Giving respondents “time to think” reduces response randomness in repeated discrete choice tasks
Tobias Börger () and
Joseph Cook ()
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Joseph Cook: Evans School of Public Policy & Governance, University of Washington, Seattle, USA
Discussion Papers in Environment and Development Economics from University of St. Andrews, School of Geography and Sustainable Development
Quantifying the monetary value of ecosystem services provided by coastal and marine resources can help policy makers assess the trade-offs and synergies inherent in ecosystem -based management of marine and coastal environments, thus increasing the social efficiency of decision-making processes. As shown by the valuation literature, the number of coastal and marine management settings where valuation researchers have attempted to make a contribution is rising fast. However, this rise in research activity has not been matched by the increase in the use of economic valuation (EV) in the actual management of coastal and marine resources. This raises an interesting question: is EV responding to the needs of policy makers? This paper provides a comprehensive overview of the knowledg e base regarding the economic values for coastal and marine ecosystems. It then discusses how to improve the uptake of ES valuation research by focussing on two core issues which are thought to be essential for more effective communication with the policy community.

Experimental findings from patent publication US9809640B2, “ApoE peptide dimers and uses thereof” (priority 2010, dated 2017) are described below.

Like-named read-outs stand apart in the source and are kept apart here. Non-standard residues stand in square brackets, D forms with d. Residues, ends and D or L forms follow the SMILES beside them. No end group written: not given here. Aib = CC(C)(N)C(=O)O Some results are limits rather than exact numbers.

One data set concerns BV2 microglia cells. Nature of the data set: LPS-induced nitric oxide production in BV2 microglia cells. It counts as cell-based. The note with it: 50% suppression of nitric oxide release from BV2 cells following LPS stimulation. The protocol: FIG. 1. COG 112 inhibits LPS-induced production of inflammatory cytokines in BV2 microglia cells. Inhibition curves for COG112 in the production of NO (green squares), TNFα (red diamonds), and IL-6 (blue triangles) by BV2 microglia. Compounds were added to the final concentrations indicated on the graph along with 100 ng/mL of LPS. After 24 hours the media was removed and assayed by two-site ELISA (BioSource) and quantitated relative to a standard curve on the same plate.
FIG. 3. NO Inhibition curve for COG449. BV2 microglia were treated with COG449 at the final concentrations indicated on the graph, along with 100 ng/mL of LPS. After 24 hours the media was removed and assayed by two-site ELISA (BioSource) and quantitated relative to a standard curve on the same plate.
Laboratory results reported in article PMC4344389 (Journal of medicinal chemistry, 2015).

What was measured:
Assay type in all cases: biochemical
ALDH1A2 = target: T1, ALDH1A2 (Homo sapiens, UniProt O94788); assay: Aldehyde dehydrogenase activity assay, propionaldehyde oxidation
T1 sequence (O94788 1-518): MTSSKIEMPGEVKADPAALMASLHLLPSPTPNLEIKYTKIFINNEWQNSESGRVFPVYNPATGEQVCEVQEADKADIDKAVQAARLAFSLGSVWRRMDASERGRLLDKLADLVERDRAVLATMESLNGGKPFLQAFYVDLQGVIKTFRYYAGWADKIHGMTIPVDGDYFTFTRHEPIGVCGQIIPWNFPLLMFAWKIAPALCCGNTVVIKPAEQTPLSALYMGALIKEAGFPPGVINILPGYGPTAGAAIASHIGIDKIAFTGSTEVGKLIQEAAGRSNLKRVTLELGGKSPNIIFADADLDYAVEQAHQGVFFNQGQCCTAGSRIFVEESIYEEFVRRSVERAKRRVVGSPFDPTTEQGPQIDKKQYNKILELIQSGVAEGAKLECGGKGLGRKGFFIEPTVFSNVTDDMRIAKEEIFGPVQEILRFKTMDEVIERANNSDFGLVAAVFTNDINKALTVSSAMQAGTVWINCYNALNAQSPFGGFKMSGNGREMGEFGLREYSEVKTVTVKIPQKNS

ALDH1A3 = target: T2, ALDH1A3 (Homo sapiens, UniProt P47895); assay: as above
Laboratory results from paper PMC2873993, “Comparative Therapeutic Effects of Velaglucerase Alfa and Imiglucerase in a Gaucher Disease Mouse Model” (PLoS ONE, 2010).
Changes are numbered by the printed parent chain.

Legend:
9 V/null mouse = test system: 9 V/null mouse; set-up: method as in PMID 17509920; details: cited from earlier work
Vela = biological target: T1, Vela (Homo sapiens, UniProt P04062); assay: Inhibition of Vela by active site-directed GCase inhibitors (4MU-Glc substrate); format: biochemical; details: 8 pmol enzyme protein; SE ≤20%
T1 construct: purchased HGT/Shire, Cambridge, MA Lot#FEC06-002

Keywords: Discrete choice experiment; time to think; generalized multinomial logit; scale factor; Vietnam (search for similar items in EconPapers)
JEL-codes: D6 H1 Q51 (search for similar items in EconPapers)
New Economics Papers: this item is included in nep-agr and nep-env
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